Congratulations, you wrote a blog, recorded a podcast, or produced a video that used your expert insight to teach and connect with your audience. You’re a content marketer!
The work doesn’t end when the content is finished, though.
Don’t fall into the trap of spending significant budget to develop a piece of content and then do the unthinkable—publish it once and forget about it.
To get the most out of your content marketing, follow the three “re”s: repackage, reframe, and repost.
Repackage Content in Multiple Formats
Transition the content piece from the original format into another—what started off as a stellar blog can be repackaged as an informative video, or vice versa. Think critically about the structure and benefits of each unique format; don’t simply plug and chug the content from one layout to the next.
To repackage the content, start by mining the original piece for the gold nuggets—the key points that offer the most value—and use these takeaways as the outline. Then, consider which new format would add value to the information.
Example format transitions include:
- Blog to infographic
- Blog to podcast
- Social media posts to blog
- Video to blog
- Video to podcast
Take the law firm of Goodman Allen Donnelly as an example. The firm’s lawyers are long on knowledge but short on time; they are the only ones with the expertise to create content but struggle to find time. To take advantage of the lawyer’s expertise, the firm broadcasts monthly Facebook live video chats, featuring an attorney tackling one specific topic for five to ten minutes. The Facebook live format lightens the time-investment for the lawyer, while allowing them to connect with prospective clients in real time and put a friendly face to the name.
The fun doesn’t end there, though. The video transcript is then reworked into blog format—including images, useful links, and fleshed out information—and posted online to keep website content fresh. Key takeaways are extracted and designed into standalone social media posts, all of which direct traffic back to the website. Repackaging the content makes efficient use of the attorney’s time while supplying the firm with a stream of useful content.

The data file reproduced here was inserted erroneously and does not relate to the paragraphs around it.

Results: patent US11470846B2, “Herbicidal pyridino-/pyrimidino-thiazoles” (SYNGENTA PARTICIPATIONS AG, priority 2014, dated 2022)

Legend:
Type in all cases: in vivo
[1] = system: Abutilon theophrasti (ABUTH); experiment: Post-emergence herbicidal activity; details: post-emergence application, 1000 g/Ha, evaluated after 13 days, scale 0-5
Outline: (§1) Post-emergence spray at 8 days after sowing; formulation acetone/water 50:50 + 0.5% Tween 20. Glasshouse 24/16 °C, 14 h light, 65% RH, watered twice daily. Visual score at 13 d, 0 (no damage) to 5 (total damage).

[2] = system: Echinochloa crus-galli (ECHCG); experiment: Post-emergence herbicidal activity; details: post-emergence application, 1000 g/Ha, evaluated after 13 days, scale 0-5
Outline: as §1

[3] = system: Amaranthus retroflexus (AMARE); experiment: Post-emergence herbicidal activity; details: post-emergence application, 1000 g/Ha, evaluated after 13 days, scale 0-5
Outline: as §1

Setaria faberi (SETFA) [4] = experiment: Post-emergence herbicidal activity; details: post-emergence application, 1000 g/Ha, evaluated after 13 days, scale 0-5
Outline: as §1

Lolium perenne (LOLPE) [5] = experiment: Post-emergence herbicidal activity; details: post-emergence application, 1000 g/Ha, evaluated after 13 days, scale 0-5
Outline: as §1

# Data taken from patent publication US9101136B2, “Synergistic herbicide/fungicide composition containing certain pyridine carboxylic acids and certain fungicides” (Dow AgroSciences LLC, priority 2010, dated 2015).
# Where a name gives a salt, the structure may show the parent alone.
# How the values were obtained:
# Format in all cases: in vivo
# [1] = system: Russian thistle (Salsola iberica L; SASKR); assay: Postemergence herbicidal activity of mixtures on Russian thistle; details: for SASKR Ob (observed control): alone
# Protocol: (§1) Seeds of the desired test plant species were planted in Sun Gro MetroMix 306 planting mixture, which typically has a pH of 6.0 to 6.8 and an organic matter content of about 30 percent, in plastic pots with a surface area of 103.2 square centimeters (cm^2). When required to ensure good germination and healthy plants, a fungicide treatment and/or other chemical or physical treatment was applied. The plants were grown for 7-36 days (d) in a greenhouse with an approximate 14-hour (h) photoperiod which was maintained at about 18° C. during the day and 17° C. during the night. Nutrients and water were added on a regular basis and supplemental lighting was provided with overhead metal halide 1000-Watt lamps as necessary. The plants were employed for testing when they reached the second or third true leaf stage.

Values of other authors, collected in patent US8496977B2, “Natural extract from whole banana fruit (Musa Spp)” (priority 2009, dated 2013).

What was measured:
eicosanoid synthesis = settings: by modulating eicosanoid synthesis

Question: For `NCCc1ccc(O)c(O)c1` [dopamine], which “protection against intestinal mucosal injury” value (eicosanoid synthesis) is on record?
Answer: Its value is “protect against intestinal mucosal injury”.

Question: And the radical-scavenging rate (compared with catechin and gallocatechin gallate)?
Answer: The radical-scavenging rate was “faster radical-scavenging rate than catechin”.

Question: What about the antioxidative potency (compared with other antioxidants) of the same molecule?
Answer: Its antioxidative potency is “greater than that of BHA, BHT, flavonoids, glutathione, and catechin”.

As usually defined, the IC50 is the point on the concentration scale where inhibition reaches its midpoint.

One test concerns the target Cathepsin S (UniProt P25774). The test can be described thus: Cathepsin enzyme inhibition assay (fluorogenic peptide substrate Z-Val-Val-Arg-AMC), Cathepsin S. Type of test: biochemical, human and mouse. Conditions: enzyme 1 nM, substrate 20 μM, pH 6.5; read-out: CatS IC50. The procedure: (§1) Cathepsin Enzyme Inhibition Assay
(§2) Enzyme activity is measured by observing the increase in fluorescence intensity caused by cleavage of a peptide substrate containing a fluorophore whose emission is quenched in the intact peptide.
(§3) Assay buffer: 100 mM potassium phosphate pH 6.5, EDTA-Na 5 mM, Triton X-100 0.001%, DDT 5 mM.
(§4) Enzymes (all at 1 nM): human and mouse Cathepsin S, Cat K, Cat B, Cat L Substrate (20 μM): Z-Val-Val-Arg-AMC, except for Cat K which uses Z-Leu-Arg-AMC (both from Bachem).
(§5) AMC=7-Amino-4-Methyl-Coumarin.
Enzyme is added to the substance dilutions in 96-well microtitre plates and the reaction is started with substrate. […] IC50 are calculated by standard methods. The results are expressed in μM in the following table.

Reframe Content for Different Audiences
Resist the urge to splash your content everywhere on the web with a generic “check this out”. Instead, strategically frame the content with a format, media, and language that targets a specific audience.
When selecting a promotional platform, consider not only which media best displays the content but also the platform’s personality and audience. Is your target audience tech-savvy podcast listeners or suit-and-tie business section newspaper subscribers? Your content may be relevant for either audience but the language you use to appeal to each will differ. Not sure who your audiences are? Invest in Nielsen customer segmentation research.
And then there’s social media: so many platforms, so little time. For a general overview of audiences by social media platform, read Sprout Social’s guide. Once you’ve identified the media that best matches your target audience, customize the promotion to the platform’s specifications, including image size and headline length.
For Goodman Allen’s Veterans Benefit Group—an attorney practice specializing in veterans benefits law—promotions target several distinct audiences, including veterans by active engagement or family members of veterans. Social media targeting varies by age, interests, and other demographic factors while ad language identifies whether the audience is the veteran or their loved ones.
Repost Content Over Time
Not everyone will see the content the first time you post it. Repost the content without being repetitive—each post can be similar but not identical. If there’s a timely reason to repost your content—anything from #throwbackthursday to #nationalthemedays—even better.
It’s not just about the number of times you post but also how many people post. Encourage as many employees as possible to share the content on their accounts to take advantage of social networks.
Invest for Success
Finally, throw some money on it. These days it is getting harder and harder to reach people organically (thanks, Facebook algorithm updates) so it’s important to sponsor your content. Even modest budgets of $50-$200 can work wonders to increase reach, so be sure to reserve some budget for content promotion.
Content marketing is an investment of time, effort, and money—make sure you get the most out of it with the three “re”s.